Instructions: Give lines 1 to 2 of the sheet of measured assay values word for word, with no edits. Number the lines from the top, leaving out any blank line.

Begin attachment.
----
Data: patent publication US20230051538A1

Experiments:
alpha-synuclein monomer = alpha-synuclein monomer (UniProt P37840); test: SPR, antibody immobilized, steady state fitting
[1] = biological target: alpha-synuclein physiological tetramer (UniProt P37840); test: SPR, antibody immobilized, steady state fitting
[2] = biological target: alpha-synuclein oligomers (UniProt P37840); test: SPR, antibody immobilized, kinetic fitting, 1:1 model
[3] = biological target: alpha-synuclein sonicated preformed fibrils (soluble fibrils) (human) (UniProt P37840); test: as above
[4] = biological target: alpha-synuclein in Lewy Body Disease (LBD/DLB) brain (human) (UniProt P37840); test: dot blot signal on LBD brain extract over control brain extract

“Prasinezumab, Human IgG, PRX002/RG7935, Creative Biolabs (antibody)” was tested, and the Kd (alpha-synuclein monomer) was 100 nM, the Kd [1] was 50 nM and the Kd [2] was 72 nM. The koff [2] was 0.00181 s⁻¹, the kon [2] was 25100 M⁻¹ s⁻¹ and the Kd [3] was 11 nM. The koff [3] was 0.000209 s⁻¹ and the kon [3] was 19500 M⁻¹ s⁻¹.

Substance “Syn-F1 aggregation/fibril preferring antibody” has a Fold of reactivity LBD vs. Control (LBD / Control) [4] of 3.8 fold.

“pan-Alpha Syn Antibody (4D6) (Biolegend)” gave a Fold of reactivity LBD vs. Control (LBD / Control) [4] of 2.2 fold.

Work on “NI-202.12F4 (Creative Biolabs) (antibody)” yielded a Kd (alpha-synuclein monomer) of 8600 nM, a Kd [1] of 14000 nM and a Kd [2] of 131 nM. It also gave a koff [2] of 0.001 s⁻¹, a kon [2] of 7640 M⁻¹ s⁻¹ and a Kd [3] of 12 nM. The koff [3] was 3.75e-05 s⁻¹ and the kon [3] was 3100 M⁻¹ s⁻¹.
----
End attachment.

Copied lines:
Data: patent publication US20230051538A1

Experiments: